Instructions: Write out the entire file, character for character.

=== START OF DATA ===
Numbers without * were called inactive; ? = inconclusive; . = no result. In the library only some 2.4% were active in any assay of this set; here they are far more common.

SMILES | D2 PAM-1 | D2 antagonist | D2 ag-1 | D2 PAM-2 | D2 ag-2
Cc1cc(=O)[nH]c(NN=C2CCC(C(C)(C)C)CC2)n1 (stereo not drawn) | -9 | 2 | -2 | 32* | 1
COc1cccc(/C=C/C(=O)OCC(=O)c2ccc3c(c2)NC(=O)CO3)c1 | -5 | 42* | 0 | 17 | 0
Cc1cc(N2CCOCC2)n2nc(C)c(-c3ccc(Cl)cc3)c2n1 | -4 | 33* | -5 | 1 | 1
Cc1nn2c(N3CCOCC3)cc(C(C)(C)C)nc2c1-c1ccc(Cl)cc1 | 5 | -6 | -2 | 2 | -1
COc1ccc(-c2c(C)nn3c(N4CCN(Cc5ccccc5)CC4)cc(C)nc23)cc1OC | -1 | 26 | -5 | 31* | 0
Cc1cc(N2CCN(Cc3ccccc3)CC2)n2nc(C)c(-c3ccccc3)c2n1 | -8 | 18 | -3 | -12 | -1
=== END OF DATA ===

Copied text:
Numbers without * were called inactive; ? = inconclusive; . = no result. In the library only some 2.4% were active in any assay of this set; here they are far more common.

SMILES | D2 PAM-1 | D2 antagonist | D2 ag-1 | D2 PAM-2 | D2 ag-2
Cc1cc(=O)[nH]c(NN=C2CCC(C(C)(C)C)CC2)n1 (stereo not drawn) | -9 | 2 | -2 | 32* | 1
COc1cccc(/C=C/C(=O)OCC(=O)c2ccc3c(c2)NC(=O)CO3)c1 | -5 | 42* | 0 | 17 | 0
Cc1cc(N2CCOCC2)n2nc(C)c(-c3ccc(Cl)cc3)c2n1 | -4 | 33* | -5 | 1 | 1
Cc1nn2c(N3CCOCC3)cc(C(C)(C)C)nc2c1-c1ccc(Cl)cc1 | 5 | -6 | -2 | 2 | -1
COc1ccc(-c2c(C)nn3c(N4CCN(Cc5ccccc5)CC4)cc(C)nc23)cc1OC | -1 | 26 | -5 | 31* | 0
Cc1cc(N2CCN(Cc3ccccc3)CC2)n2nc(C)c(-c3ccccc3)c2n1 | -8 | 18 | -3 | -12 | -1